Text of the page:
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Winner of the OOS Selfie Photo Contest!

We are proud to announce that the winner of the OOS Birding Selfie Photo Contest is Anna Wittmer! Congratulations Anna! We want to give a big thank you to all the birders who participated in our first contest. Stay tuned for more fun contests in the near future!


Here is a clip from KY Afield featuring Dan Marsh from the Cincinnati Zoo explaining the life and death of the Passenger Pigeon. Although this is sad for all bird lovers to watch, the lessons that we learn will help us to prevent this tragedy in the future, and help us to manage endangered or threatened species successfully. 

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We have an exciting line-up of field trips, speakers, conferences, and other state-wide birding and educational events scheduled in 2014. Some of these are still in the planning stages, so be sure to check back often for updates. Please check our calendar page for upcoming events. We hope to see you there!

Following OOS just got easier!

OOS is utilizing a variety of e-tools to help you to learn more about birds, conservation, our birding partners, and OOS events. Check us out on the OOS Facebook page by searching for ' Ohio Ornithological Society'.  This page has over 1,400 likes and continues to grow. There are daily updates posted about various events and other bird and nature related news. Did you know that OOS is on Twitter?  Search ' OOS ' to follow us there.  And, we have a brand new blog page called "Ohiobirds". This blog is great for posts on various topics with searchable titles for past blog posts.  We welcome guest bloggers, and if you are interested in sharing with us, send us an email. We appreciate hearing from our birding partners!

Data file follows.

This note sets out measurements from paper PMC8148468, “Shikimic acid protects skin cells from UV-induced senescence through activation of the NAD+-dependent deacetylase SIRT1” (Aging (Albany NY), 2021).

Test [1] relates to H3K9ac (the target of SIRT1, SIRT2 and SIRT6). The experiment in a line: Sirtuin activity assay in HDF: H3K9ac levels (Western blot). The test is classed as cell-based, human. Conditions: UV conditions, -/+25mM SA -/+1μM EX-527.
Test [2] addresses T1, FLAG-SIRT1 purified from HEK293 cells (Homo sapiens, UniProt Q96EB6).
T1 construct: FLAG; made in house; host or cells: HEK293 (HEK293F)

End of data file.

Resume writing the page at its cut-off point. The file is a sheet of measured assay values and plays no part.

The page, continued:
Reporting a Rare Bird Sighting

Part of the excitement of birding comes when we find something unusual, something rare or unexpected that we can relish and share with others. But telling others about your finding, in person or on the internet, is fleeting. Even more important, for the ornithological record, is documenting your record in a permanent way. Reports of rarities, when they can be authenticated and published, help to fill out the total picture of our local avifauna. As records, they can help us all to recognize habitats, regions, or seasons in which scarce species are most likely to be found.

Why Submit Documentation?

Any scientific report of an unusual phenomenon must be supported by documentation: that is, verifiable evidence reported and vouched for by a first-hand observer, submitted for peer review before acceptance and publication. In general, the rarer and more interesting the occurrence, the more important it is to document and verify it for the record.